The Bramblers meets regularly with the council to discuss what needs to be done and what tools or training are needed, and then every month the group is out around Solihull, cutting back undergrowth, repairing bridges and replacing stiles with kissing gates. Nick says that it’s very fulfilling work, but it also shows that, in these difficult times, the Ramblers are prepared to do their bit and put something back.
For its part, Warwickshire County Council finds it an extremely productive arrangement, and the Bramblers are among 30 volunteer groups across the county that it actively supports. “The cuts were certainly hard, but we decided to use our meagre resources more effectively,” says Keith Davenport, Warwickshire’s transport and highways manager. “This meant a shift away from employing expensive contractors and instead properly supporting these able and dedicated volunteer groups.”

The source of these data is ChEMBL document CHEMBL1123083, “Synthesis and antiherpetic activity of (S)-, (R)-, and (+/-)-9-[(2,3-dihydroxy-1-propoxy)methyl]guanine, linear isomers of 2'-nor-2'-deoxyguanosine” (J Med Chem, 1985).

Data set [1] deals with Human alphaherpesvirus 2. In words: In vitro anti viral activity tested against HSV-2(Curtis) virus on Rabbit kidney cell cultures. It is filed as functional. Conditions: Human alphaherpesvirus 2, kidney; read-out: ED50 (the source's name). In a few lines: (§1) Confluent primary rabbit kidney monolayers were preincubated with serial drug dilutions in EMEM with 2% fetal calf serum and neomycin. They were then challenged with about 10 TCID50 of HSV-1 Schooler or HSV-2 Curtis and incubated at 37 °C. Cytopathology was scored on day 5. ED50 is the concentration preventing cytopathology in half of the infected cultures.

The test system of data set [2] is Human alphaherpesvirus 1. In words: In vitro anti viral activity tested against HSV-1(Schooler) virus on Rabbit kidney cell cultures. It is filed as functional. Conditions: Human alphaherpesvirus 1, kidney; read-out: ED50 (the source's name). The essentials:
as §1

Since then, the council has actually been approached by several new volunteer groups, which has both surprised and rather pleased them. “We value this partnership, which helps maintain our vital footpath network and encourages people to walk,” he adds. Back in Norfolk, Allan Jones says that the Ramblers tries to help its own county council in any way it can, completing footpath surveys and helping mount signs and discs on posts. The group regularly contributes towards the cost of new gates, waymarks and resurfacing, and in 2011 paid over £7,000 to install a boardwalk on a boggy section of the Nar Valley Way. But, says Allan, at the end of the day it is the local authority’s duty to maintain its public rights of way. “We’ll continue to support the county council as much as we can, but the cuts can’t be used as an excuse for abandoning a large part of our footpath network.”
Help guard our paths!
If you’re interested in volunteering as a Path Guardian, helping the Ramblers clear and maintain local paths, or being a Mystery Walker, monitoring the state of local footpaths, visit www.ramblers.org.uk/volunteering
PHOTOS: Pearl Bucknail.